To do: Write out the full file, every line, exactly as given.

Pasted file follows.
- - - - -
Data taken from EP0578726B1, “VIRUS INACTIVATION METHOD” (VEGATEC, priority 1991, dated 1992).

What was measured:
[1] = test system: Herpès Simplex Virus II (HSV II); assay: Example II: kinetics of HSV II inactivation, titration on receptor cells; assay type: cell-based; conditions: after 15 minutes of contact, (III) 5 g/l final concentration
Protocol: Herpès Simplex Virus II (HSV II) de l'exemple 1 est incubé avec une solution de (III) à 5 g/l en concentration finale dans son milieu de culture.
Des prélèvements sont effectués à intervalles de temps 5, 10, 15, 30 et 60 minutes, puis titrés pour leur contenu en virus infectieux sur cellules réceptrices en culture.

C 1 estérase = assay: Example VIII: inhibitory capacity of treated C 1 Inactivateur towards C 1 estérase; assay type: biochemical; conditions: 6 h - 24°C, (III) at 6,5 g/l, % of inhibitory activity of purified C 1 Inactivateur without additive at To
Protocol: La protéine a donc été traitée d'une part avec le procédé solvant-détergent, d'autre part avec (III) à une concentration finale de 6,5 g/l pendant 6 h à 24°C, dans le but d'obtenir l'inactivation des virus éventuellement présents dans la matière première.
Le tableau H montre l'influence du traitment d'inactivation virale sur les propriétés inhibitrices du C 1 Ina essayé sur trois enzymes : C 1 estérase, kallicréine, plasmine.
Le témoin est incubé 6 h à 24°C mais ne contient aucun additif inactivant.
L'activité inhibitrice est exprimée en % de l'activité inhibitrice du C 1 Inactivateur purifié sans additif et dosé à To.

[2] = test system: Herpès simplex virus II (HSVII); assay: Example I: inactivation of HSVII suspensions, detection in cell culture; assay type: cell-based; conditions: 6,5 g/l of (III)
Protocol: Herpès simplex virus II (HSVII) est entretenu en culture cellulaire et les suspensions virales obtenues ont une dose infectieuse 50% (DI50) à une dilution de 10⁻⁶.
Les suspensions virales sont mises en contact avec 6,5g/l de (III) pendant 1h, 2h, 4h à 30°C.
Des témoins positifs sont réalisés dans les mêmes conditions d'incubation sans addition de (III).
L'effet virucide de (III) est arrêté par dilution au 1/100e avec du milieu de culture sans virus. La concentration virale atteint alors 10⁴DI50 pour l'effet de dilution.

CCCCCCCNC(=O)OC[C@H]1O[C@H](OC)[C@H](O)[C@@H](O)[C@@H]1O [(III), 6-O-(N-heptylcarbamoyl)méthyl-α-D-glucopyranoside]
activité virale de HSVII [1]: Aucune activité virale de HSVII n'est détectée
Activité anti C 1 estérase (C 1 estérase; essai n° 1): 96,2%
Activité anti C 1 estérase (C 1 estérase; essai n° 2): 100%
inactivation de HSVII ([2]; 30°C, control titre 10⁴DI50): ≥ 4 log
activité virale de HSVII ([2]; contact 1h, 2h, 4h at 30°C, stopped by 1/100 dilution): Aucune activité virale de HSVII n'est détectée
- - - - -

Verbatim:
Data taken from EP0578726B1, “VIRUS INACTIVATION METHOD” (VEGATEC, priority 1991, dated 1992).

What was measured:
[1] = test system: Herpès Simplex Virus II (HSV II); assay: Example II: kinetics of HSV II inactivation, titration on receptor cells; assay type: cell-based; conditions: after 15 minutes of contact, (III) 5 g/l final concentration
Protocol: Herpès Simplex Virus II (HSV II) de l'exemple 1 est incubé avec une solution de (III) à 5 g/l en concentration finale dans son milieu de culture.
Des prélèvements sont effectués à intervalles de temps 5, 10, 15, 30 et 60 minutes, puis titrés pour leur contenu en virus infectieux sur cellules réceptrices en culture.

C 1 estérase = assay: Example VIII: inhibitory capacity of treated C 1 Inactivateur towards C 1 estérase; assay type: biochemical; conditions: 6 h - 24°C, (III) at 6,5 g/l, % of inhibitory activity of purified C 1 Inactivateur without additive at To
Protocol: La protéine a donc été traitée d'une part avec le procédé solvant-détergent, d'autre part avec (III) à une concentration finale de 6,5 g/l pendant 6 h à 24°C, dans le but d'obtenir l'inactivation des virus éventuellement présents dans la matière première.
Le tableau H montre l'influence du traitment d'inactivation virale sur les propriétés inhibitrices du C 1 Ina essayé sur trois enzymes : C 1 estérase, kallicréine, plasmine.
Le témoin est incubé 6 h à 24°C mais ne contient aucun additif inactivant.
L'activité inhibitrice est exprimée en % de l'activité inhibitrice du C 1 Inactivateur purifié sans additif et dosé à To.

[2] = test system: Herpès simplex virus II (HSVII); assay: Example I: inactivation of HSVII suspensions, detection in cell culture; assay type: cell-based; conditions: 6,5 g/l of (III)
Protocol: Herpès simplex virus II (HSVII) est entretenu en culture cellulaire et les suspensions virales obtenues ont une dose infectieuse 50% (DI50) à une dilution de 10⁻⁶.
Les suspensions virales sont mises en contact avec 6,5g/l de (III) pendant 1h, 2h, 4h à 30°C.
Des témoins positifs sont réalisés dans les mêmes conditions d'incubation sans addition de (III).
L'effet virucide de (III) est arrêté par dilution au 1/100e avec du milieu de culture sans virus. La concentration virale atteint alors 10⁴DI50 pour l'effet de dilution.

CCCCCCCNC(=O)OC[C@H]1O[C@H](OC)[C@H](O)[C@@H](O)[C@@H]1O [(III), 6-O-(N-heptylcarbamoyl)méthyl-α-D-glucopyranoside]
activité virale de HSVII [1]: Aucune activité virale de HSVII n'est détectée
Activité anti C 1 estérase (C 1 estérase; essai n° 1): 96,2%
Activité anti C 1 estérase (C 1 estérase; essai n° 2): 100%
inactivation de HSVII ([2]; 30°C, control titre 10⁴DI50): ≥ 4 log
activité virale de HSVII ([2]; contact 1h, 2h, 4h at 30°C, stopped by 1/100 dilution): Aucune activité virale de HSVII n'est détectée